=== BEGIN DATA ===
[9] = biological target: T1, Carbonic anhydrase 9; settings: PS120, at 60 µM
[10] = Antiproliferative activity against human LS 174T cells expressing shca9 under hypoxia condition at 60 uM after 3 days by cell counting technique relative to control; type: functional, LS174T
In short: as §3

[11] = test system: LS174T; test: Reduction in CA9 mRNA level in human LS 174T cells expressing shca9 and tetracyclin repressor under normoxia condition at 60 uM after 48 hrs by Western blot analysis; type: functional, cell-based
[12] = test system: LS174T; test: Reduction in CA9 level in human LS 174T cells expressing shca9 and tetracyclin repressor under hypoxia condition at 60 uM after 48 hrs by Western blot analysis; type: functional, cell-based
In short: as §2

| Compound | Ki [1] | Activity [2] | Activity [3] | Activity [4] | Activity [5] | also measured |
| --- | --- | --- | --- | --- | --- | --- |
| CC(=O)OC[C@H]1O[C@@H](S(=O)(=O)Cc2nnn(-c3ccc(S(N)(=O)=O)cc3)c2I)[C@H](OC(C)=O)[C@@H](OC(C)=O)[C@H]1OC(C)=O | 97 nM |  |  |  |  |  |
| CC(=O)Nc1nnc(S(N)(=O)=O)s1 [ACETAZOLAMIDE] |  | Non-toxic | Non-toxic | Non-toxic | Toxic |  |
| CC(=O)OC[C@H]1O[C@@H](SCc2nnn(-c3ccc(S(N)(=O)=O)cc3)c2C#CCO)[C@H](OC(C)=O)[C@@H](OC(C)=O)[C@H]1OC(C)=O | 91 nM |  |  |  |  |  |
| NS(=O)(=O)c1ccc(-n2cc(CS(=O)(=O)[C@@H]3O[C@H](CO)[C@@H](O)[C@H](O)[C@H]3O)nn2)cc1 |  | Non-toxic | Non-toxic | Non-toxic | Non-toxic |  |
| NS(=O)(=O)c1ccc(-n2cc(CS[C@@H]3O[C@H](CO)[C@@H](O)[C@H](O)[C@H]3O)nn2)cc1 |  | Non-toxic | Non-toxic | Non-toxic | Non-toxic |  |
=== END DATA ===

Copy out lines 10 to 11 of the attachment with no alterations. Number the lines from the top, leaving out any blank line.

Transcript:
| CC(=O)Nc1nnc(S(N)(=O)=O)s1 [ACETAZOLAMIDE] |  | Non-toxic | Non-toxic | Non-toxic | Toxic |  |
| CC(=O)OC[C@H]1O[C@@H](SCc2nnn(-c3ccc(S(N)(=O)=O)cc3)c2C#CCO)[C@H](OC(C)=O)[C@@H](OC(C)=O)[C@H]1OC(C)=O | 91 nM |  |  |  |  |  |